NABOKV-L post 0018446, Sun, 12 Jul 2009 11:45:11 -0300

Fw: [NABOKV-L] Fw: [NABOKOV-L] On plums and Bend Sinister,PS
Fran Assa: Sybil Shade could be Vladimir's pseudonym. But consider the possibility of it being Vera's translation. Are there any handwritten versions in existence? My wild stab in the dark is due to having always pictured the Sybil of Pale Fire as Vera, for some reason.

JM (after-thoughts): The collection of poems, which VN(Vera?) translated refers to lines by Virgil, later taken up by Dante - and by Thomas Hardy!!!
Perhaps Nabokov signed "Sybil Shade" to add an extra-novel cue, or plum.
In this case we would move from Henri Régnier's "Vestigia Flammae", that indicate Dido's words: "adgnosco veteris vestigia flammae," towards Dante, who returns to them when his guide, Virgil, passes him over to Beatrice: « conosco i segni de l'antica fiamma! » (Purgatorio, XXX, 48).
Here we encounter a transition from the shades of the underworld into purgatory ( that's where I suppose Kinbote found himself while writing his notes).

As we all know, Hardy's lines concerning stillicide are found in "Friends Beyond" ( and describe a fantasy about IPH's hereafter):
"They've a way of whispering to me - /fellow-wight who yet abide - /In the muted, measured note/Of a ripple under archways,/ or one cave's stillide."*

The "cave" theme is picked up later, in Hardy's lines on "De Profundis, III" where he mentions a Psalm (119) and "cedar".
"Eheu mihi, quia incolatus meus prolongatus est! Habitavi cum
habitantibus Cedar; multum incola fuit aninia mea."--Ps. cxix.
A Bible translation site offered the translation:
5 Heu mihi quia incolatus meus prolongatus est habitavi cum habitationibus Cedar 5 Woe is me, that my sojourning is prolonged! I have dwelt with the inhabitants of cedar:
6 Multum incola fuit anima mea 6 My soul hath been long a sojourner.

I thought of connecting "Friends Beyond" and "De Profundis" to reach the "Cedarn Cave" not only because of the theme about death and mourning, exile and a hereafter, ever present in Kinbote's commentary, but mainly because two successive, but different entries in Kinbote's notes, are applicable to the same set of Shadian verses and are more connected than one may initially surmise.
I mean, Lines 34-35: Stilettos of a frozen stillicide ( where he mentions "a succession of drops falling from the eaves, eavesdrop, cavesdrop." and his recollection of encountering the word "for the first time in a poem by Thomas Hardy. The bright frost has eternalized the bright eavesdrop." -- and Lines 39-40: Was close my eyes, etc., when Kinbote presents a "variant reading": "and home would haste my thieves,/ The sun with stolen ice, the moon with leaves," which he connects to Timon of Athens (Act IV, Scene 3) and adds: " Having no library in the desolate log cabin where I live like Timon in his cave..." ( at that time he didn't realize the reference in T of A for Shade's choice of Pale Fire's title...)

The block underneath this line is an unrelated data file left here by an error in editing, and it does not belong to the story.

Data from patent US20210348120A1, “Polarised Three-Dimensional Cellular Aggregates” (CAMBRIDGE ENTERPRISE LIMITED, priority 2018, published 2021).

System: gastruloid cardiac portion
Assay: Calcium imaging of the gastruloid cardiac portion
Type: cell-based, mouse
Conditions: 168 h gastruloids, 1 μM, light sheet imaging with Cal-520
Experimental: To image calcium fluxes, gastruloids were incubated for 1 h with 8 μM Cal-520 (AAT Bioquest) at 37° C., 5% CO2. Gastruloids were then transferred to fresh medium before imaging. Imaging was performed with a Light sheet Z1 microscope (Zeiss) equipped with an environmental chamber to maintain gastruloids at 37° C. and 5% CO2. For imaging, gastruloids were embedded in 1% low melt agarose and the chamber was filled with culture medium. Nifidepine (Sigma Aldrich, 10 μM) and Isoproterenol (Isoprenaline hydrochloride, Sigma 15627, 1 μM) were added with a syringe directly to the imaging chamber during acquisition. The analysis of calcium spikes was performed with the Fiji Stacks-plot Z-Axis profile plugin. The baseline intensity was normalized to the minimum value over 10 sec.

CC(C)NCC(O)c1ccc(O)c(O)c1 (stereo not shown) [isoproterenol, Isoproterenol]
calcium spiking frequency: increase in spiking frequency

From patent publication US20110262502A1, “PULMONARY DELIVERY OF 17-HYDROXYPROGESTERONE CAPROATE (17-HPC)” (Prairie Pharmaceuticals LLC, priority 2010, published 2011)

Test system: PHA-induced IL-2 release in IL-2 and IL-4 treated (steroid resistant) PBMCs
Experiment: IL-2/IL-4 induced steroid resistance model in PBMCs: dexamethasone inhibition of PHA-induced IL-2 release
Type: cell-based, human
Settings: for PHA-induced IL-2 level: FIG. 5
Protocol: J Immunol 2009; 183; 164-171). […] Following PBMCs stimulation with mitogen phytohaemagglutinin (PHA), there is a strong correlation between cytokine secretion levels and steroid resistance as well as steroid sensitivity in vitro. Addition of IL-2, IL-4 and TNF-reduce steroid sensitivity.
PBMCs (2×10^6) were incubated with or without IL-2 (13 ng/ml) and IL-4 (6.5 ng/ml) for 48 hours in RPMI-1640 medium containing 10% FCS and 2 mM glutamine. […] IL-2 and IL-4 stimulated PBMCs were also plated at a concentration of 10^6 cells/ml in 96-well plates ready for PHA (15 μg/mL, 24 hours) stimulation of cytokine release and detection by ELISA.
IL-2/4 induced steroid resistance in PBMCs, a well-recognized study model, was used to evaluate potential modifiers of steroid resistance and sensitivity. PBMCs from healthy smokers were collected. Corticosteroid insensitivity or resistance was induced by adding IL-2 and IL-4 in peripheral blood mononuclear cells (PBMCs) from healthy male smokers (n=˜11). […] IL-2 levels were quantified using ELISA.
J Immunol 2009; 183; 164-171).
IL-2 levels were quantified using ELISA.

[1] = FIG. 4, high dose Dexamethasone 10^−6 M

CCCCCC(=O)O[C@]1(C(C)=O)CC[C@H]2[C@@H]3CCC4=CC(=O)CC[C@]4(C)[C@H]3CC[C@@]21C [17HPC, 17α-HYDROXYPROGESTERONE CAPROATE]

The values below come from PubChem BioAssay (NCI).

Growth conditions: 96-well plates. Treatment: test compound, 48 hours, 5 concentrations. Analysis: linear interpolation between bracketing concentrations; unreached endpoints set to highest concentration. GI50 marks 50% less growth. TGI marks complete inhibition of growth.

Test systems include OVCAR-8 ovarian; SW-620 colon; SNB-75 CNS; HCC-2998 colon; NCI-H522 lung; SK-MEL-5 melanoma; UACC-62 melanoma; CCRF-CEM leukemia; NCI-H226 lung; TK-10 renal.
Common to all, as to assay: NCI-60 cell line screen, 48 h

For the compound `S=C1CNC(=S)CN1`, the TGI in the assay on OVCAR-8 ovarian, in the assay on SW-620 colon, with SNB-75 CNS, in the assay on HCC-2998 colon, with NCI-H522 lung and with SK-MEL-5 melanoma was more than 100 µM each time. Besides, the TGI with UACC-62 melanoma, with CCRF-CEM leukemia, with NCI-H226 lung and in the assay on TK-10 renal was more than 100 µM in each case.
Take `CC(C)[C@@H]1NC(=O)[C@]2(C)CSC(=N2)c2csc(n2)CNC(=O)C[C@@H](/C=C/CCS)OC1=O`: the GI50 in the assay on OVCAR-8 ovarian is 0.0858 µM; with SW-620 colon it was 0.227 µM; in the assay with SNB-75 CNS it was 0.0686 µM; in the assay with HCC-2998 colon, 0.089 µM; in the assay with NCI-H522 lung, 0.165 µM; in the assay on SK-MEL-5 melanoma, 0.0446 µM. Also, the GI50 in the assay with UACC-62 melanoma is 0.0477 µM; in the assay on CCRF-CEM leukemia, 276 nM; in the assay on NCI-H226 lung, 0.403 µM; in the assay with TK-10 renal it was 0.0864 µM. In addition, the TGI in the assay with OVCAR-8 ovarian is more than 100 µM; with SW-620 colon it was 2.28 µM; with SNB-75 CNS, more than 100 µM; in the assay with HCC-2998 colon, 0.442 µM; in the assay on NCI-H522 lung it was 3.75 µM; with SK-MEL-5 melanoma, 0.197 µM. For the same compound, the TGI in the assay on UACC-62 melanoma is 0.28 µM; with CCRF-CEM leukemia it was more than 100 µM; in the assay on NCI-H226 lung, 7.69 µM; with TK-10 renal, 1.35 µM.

I cannot shake off the feeling, now, that inspite of PF's tragicomic aspects, the book hints at iniciatic rites of passage. In this case, VN's choice to translate H.Régnier "Vestigia Flammae", right after finishing his novel "Pale Fire," (1962) could indicate a serendipitous find, something which might enrich the already established wide net of allusions in PF and Shade's conjectures of eternal cypress walks...

Nevertheless, Nabokov changed the title of Régnier's poem in his translation. In the French we find the curious little "ode": an "Odelette". In Nabokov's translation we get "Passing of Youth". His choice moves from Virgil's "rekindled fires of love" to a lamentation on what has been lost through the passage of time.

btw: It's unnecessary to remember fellow List-participants that, were it not for those novel "search engines" ( would Nabokov have foreseen such things, or did he trust some of his reader's extensive and true scholarship?) I would never have connected Virgil, Dante, Hardy and recover their lines.

* internet source: The wordis not one of that melancholy collection ending in -cide that refers to an act of killing or something that kills (suicide, pesticide), since it comes from a different Latin verb, caedere, to fall. The first part is from Latin stilla, a drop; the English word is a reformulation of Latin stillicidium, falling drops. The Latin word could mean in particular the drip of rain from the eaves of a house, which is exactly equivalent to an ancient meaning of our eavesdrop. This meaning led to the main historical sense of the word, a legal term in Scots law...It's not a word much encountered these days. When it appears it has the sense of falling water, not the legal one.

Search archive with Google:

Contact the Editors:,
Visit Zembla:
View Nabokv-L policies:
Visit "Nabokov Online Journal:"

Manage subscription options: